Hotelling memorial service is Feb. 2
Friday, January 29th, 2010
Faculty, staff and students are invited to attend a service to honor the memory of Professor Harold Hotelling on Feb. 2 at 12:30 p.m. in the Science Building auditorium (S100). Hotelling died on Dec. 29 from injuries sustained after falling on ice in the driveway of his home.
Members of his family, including his wife, Barbara Hotelling, are expected to attend. The Rev. Jonathan Sams from St. Stephen’s Episcopal Church in Troy, where Hotelling was a longtime member, will preside over the memorial service.
Dean Hsiao-Ping Moore announced the creation of a memorial fund in Hotelling’s honor. She will match the first $1,000 in donations. The plan is to use the fund to establish the Harold Hotelling Memorial Lecture Series, with the first lecture planned for the fall term.
“Through the years, we relied on Harold for so many things. He was known to be the go-to person for not only departmental and college issues but also campus-wide issues,” Moore said. “He was a mentor to so many of us. I am sure that we will all feel the impact of his loss for a long time to come.”
Hotelling taught the full range of economic courses along with courses in business law, business ethics, Constitutional law, urban social issues, and law and economics. He served as chairperson of the Department of Humanities, Social Sciences, and Communication from 1994 to 1999 and was a primary advocate for the core curriculum the University continues to use as a foundation for a well educated person.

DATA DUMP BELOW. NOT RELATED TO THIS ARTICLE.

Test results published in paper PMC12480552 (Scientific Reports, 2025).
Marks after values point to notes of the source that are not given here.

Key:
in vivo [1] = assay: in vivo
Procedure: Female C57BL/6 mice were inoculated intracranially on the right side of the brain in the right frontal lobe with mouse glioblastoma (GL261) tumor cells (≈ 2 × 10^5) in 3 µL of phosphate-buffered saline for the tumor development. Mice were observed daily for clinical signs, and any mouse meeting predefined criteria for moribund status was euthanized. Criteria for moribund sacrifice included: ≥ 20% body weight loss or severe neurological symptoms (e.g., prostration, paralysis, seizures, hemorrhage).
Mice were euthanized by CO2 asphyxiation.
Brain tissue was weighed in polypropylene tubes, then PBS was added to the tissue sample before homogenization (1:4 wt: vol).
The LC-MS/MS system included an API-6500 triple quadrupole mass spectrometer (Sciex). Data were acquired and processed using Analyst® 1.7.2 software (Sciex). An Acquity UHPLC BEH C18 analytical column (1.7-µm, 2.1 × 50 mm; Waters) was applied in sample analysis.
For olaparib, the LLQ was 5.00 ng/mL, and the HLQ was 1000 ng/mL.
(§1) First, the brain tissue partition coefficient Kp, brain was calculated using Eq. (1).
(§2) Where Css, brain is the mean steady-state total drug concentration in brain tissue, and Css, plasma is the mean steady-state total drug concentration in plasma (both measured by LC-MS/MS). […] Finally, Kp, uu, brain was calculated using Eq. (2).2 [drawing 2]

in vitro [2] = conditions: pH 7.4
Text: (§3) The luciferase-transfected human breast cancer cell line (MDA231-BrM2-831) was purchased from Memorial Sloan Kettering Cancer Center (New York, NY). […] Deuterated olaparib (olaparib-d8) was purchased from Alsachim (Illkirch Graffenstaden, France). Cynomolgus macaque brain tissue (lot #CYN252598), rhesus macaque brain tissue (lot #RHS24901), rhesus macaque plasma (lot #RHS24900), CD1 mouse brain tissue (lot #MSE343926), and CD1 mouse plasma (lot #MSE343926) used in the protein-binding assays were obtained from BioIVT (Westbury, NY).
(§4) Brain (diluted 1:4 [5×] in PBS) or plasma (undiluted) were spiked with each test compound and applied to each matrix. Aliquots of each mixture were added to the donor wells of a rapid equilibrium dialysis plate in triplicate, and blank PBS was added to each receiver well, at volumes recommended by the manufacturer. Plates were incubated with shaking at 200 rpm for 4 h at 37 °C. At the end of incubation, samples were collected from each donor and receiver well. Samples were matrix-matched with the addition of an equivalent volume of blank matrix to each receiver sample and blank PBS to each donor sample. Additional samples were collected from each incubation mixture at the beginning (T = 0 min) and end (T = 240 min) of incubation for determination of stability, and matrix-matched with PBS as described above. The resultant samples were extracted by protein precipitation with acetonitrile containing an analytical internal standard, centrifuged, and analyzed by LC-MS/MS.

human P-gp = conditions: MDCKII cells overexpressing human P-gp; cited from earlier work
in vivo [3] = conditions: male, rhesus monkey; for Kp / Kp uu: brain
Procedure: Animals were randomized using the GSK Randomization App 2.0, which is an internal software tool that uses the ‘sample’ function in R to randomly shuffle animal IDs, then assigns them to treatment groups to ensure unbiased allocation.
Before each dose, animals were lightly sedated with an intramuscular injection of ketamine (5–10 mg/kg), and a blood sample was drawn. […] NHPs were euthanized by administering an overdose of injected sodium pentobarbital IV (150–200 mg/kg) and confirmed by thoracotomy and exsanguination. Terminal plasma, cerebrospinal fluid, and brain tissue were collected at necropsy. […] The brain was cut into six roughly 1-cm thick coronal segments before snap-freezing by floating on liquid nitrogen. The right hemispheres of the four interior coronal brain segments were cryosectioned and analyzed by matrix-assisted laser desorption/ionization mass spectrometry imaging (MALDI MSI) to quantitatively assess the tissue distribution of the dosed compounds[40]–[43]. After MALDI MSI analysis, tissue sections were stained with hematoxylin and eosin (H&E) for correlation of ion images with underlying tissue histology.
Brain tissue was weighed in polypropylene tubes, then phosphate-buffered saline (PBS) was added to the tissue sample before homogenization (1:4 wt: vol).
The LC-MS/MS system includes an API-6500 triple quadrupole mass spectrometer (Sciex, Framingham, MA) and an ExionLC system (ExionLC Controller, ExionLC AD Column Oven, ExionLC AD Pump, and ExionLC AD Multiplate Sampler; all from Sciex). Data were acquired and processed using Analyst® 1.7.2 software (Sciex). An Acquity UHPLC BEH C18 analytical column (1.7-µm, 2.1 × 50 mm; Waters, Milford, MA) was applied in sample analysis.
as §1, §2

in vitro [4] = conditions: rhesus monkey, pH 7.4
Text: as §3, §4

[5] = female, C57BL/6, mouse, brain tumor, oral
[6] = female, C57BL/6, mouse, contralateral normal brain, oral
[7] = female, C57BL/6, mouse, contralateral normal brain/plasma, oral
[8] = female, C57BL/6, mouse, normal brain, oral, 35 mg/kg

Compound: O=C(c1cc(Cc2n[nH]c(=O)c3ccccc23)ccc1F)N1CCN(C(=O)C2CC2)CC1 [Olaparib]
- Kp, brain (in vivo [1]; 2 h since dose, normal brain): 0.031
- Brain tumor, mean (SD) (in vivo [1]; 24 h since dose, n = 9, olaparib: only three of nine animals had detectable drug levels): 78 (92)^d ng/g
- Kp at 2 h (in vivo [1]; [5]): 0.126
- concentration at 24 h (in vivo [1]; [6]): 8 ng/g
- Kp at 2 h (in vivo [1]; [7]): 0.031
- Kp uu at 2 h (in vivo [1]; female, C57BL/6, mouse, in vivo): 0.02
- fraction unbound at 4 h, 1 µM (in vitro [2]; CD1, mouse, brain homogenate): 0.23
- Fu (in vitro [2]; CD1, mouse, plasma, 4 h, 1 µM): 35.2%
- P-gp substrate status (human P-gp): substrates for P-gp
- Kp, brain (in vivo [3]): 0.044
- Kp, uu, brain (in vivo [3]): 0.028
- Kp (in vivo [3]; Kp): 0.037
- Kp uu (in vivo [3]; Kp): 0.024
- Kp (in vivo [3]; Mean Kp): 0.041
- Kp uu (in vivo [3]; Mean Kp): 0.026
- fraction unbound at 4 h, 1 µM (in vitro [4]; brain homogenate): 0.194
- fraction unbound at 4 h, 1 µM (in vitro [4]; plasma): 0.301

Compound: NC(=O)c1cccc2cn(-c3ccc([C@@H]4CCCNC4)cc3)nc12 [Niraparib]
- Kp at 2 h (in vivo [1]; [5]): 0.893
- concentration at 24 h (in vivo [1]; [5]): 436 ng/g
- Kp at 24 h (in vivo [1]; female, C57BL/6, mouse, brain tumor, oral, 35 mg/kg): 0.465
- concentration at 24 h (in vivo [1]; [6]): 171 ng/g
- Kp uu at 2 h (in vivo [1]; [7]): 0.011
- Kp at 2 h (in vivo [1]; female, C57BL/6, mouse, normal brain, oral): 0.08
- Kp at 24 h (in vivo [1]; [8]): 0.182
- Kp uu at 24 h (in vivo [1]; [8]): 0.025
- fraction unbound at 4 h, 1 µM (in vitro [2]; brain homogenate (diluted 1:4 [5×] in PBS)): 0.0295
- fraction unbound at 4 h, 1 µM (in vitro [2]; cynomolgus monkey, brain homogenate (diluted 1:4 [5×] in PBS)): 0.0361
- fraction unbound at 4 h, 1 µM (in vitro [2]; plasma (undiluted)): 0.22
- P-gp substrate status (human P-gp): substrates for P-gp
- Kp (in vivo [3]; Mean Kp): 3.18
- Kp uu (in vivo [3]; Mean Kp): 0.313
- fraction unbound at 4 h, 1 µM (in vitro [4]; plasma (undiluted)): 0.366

He served as the University’s pre-law advisor. He was a long-standing member of the first-year advising team who had a particular interest in assisting undeclared and academically at-risk students. He was an active and enthusiastic participant in a wide range of campus recruitment events and activities throughout the year.
Hotelling was a very active member of the Faculty Senate, serving several terms as secretary. He took a lead role on the Faculty Handbook Revision Committee of the Faculty Senate and was appointed to work with the provost in the revision of the faculty handbook.
He was continuously active in course development and improvement. He was the first faculty member to teach in a Lawrence Tech program in Wenzhou, China. He developed and frequently taught an enhanced version of University Seminar for students in the Honors Program. Most recently, he was a member of the first cohort of the Kern Innovative Teaching Faculty, introducing new instructional techniques in “Principles of Economics” as part of a large-scale effort to enhance entrepreneurial education for engineering students.
Before joining the Lawrence Tech faculty in1989, he served as a naval officer, practiced law in North Carolina, and taught at the University of Kentucky and Oakland University.